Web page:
k M m

3-7

3.3.2 Physical Constants In addition to the above constants, two other constants are an integral part of the definition of WGS 84. These constants are the velocity of light (c) and the dynamical ellipticity (H). The currently accepted value for the velocity of light in a vacuum (c) is [30], [1], [23]: c = 299792458 m/s (3-11)

This value is officially recognized by both the IAG [26] and IAU [14], and has been adopted for use with WGS 84. The dynamical ellipticity (H) is necessary for determining the Earths principal moments of inertia, A, B, and C. In the literature, H is variously referred to as dynamical ellipticity, mechanical ellipticity, or the precessional constant. It is a factor in the theoretical value of the rate of precession of the equinoxes, which is well known from observation. In a 1983 IAG report on fundamental geodetic constants [31], the following value for the reciprocal of H was given in the discussion of moments of inertia: l/H = 305.4413 0.0005 This value has been adopted for use with WGS 84. Values of the velocity of light in a vacuum and the dynamical ellipticity adopted for use with WGS 84 are listed in Table 3.5 along with other WGS 84 associated constants used in special applications. Table 3.5 Relevant Miscellaneous Constants Constant Velocity of Light (in a Vacuum) Dynamical Ellipticity Universal Constant of Gravitation Earths Principal Moments of Inertia (Dynamic Solution) Symbol c H G A B C Numerical Value 299792458 m/s 1/305.4413 6.673 x 10-11 m3kg-1 s-2 8.0091029 x 1037 kg m2 8.0092559 x 1037 kg m2 8.0354872 x 1037 kg m2 (3-12)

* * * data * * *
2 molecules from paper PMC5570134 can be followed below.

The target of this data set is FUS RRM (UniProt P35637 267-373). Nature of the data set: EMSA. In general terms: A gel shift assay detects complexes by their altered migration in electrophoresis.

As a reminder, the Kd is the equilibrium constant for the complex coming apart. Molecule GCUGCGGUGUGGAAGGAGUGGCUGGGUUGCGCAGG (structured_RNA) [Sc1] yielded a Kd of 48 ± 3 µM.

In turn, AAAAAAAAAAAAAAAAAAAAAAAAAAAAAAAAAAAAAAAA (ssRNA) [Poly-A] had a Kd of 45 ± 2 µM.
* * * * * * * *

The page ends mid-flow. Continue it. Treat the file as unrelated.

3-8

4.